Panama Canal Expansion Impacts Worldwide Shipping

By: | January 2nd, 2013

The Panama Canal Authority began the process of expanding the nearly century old Panama Canal in 2008 through a $5.52 billion project scheduled for completion in 2015.  The expansion program includes four major components: “New-Panamax” locks, a Pacific access channel, improvements to navigation channels and improvements to water supply.

New Panamax refers to size limits for ships traveling on the Panama Canal.  The maximum size of a ship is increasing to 366 meters (1,200 feet)  long by 46 meters (150 feet) wide as opposed to the current maximums of 292 meters (958 feet) by 32 meters (106 feet).  The container capacity of ships will increase from 5,000 to 12,000 TEU or “twenty-foot-equivalent-units” which refers to volume of the containers that can be accommodated by a ship.  The maximum draft of vessels, which refers to how deep the ship can float in the canal, will increase to 15.2 meters (50 feet) from 12 meters (39.5 feet).

On the US East Coast alone, ports from Boston and New York to Baltimore and Miami are in the midst of multi-billion dollar projects to deepen ports and docks to handle the much larger ships.  Ports everywhere that use the canal are in a competitive race to capture the increased traffic expected from the new canal.

Pacific Access Channel

Pacific Access phases one to four included excavations including the leveling of Paraiso Hill from 135 meters to 45 meters above sea level and the clearing of 146 hectares of firing ranges known as MEC (Munitions and Explosives Concern).  Another excavation of 7.4 million cubic meters of earth and a 3.5 kilometer diversion of the Cocoli River and the relocation of 1.5 kilometer Borinquen Road followed.  After that, a channel dry-excavation project costing $268 million included the excavation of 26 million cubic meters of earth, the construction of the Borinquen Dam and separating the waters of Miaflores Lake from the new channel.

Pacific Access phase 5 included the widening of the Panama Canal Pacific entrance navigation channel to a minimum of 225 meters and deepening it to 15.5 meters below the mean lower water level.  Finally, came the partial construction of the Pacific Post-Panamax locks south access.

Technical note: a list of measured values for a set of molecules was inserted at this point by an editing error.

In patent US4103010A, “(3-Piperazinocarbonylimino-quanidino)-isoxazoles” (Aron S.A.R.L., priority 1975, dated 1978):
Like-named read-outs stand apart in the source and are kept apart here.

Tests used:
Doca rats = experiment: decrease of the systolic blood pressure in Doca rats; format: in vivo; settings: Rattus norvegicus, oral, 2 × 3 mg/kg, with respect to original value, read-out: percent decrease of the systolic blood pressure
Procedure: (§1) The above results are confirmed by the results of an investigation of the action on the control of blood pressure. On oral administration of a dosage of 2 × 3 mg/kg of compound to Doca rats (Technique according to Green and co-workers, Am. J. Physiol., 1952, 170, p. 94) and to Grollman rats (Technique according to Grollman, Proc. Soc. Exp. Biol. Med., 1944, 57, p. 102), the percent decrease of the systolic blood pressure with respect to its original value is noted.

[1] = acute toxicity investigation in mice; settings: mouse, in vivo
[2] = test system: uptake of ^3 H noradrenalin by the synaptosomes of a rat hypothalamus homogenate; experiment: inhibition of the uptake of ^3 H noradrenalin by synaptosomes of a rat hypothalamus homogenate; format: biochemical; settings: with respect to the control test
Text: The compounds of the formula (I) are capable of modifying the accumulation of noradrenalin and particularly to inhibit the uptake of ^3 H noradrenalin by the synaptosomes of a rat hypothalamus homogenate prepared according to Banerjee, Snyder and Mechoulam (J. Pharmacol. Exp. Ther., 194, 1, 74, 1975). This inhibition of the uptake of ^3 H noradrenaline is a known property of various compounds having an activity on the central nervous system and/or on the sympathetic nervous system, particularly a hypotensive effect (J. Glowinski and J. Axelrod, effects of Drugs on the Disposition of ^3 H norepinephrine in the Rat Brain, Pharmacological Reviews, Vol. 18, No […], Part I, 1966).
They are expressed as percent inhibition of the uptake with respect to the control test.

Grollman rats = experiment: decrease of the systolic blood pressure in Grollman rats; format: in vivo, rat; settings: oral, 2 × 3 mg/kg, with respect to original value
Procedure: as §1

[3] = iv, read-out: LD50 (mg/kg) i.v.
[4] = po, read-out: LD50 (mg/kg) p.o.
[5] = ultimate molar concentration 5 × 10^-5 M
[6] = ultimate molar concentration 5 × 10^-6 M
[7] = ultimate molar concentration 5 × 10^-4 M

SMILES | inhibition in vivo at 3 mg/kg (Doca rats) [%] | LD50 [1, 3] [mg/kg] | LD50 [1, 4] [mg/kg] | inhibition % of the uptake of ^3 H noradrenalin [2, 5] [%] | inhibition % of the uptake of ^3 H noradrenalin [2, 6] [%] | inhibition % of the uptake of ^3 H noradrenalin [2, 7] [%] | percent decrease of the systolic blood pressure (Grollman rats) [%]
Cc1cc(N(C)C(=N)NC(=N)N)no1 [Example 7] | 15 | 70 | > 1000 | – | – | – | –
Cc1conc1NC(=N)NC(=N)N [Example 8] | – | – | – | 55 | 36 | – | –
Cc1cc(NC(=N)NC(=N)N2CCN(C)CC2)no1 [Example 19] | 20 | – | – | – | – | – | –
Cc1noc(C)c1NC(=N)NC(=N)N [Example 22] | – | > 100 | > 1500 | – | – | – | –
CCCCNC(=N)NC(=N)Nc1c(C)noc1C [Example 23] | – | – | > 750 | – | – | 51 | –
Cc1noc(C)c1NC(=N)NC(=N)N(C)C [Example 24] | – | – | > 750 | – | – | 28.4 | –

Phase 6 included the dredging for the deepening and widening of Gatun Lake and Culebra Cut with the removal of 27 million cubic meters of earth.  Involved in this phase were drill boats Thor and Baru and dredges Mindi, Rialto, and Il Principe.

Atlantic Entrance                                

In 2009, at a cost of $89 million, work began on the deepening of the Atlantic Entrance to 15.5 meters.  Dredging removed 14.8 million cubic meters of earth and an area about 14 square kilometers was dredged to widen the Atlantic Access Channel; this involved widening the channel from 198 meters to 225 meters.

Post Panamax Locks

The new locks have three chambers each, water saving basins on each level, and a lateral filling and emptying system with rolling gates.

The Water-Saving System saves water by positioning water-damming structures adjacent to the locks and connecting them with culverts that uses valves to regulate the flow of water.  Overall the new technology will use 7% less water than current locks.

Construction of the Third Set of Locks

The construction of the Third Set of Locks represented approximately 60 percent of the overall budget for the Expansion Project.  This phase required the construction of contractor and subcontractor offices, office buildings, storage areas, laboratories, building of the main plant to produce concrete and crush rock, utility installations, and more.

The team handling this phase of the project was involved in a variety of key activities: overseeing equipment mobilization, ground movement and the implementation and installation of security measures and devices.

The Panama Canal Expansion project is expected to improve the flow of traffic, tonnage, and profitability of the Panama Canal, making it a viable operation for decades to come.

David Russell Schilling

David enjoys writing about high technology and its potential to make life better for all who inhabit planet earth.

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